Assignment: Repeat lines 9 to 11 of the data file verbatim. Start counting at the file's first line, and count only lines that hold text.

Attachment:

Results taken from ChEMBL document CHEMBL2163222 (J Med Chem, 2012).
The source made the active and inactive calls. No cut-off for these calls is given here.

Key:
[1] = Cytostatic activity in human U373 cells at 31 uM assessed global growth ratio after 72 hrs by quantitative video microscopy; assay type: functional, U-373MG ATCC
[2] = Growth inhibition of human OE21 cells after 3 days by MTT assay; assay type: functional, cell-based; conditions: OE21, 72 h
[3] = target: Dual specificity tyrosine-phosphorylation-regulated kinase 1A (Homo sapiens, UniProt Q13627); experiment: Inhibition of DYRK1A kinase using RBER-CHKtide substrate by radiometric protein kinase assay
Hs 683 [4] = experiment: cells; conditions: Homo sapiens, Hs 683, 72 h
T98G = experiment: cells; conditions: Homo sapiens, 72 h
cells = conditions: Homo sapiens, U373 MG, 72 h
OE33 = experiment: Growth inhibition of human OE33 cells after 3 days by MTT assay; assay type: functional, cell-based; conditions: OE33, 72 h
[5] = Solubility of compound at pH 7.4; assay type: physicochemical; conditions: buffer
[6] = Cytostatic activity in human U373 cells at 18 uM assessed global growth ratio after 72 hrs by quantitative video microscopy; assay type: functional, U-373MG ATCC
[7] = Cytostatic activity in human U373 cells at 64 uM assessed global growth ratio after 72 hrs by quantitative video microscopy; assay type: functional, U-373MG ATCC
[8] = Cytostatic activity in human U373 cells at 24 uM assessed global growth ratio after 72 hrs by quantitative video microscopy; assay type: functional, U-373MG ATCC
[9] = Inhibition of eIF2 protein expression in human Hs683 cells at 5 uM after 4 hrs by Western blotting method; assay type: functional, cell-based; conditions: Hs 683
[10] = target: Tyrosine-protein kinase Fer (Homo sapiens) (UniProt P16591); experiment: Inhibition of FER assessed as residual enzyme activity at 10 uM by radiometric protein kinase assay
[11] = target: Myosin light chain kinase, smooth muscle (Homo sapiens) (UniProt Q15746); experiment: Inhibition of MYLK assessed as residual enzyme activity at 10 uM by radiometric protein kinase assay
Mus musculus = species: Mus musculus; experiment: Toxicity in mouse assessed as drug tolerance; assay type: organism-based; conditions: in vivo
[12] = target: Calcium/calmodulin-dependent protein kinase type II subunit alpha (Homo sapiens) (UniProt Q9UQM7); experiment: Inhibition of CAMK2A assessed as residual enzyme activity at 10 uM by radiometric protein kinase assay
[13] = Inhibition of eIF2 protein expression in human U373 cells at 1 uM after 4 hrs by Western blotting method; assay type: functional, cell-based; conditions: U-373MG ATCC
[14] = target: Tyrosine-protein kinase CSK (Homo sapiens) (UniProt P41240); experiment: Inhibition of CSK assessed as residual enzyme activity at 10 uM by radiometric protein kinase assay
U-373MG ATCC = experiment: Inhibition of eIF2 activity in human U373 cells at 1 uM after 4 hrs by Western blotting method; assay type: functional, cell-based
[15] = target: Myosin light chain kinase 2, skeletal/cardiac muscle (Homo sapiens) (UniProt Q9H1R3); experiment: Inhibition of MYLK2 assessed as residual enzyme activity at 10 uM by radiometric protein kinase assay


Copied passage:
cells = conditions: Homo sapiens, U373 MG, 72 h
OE33 = experiment: Growth inhibition of human OE33 cells after 3 days by MTT assay; assay type: functional, cell-based; conditions: OE33, 72 h
[5] = Solubility of compound at pH 7.4; assay type: physicochemical; conditions: buffer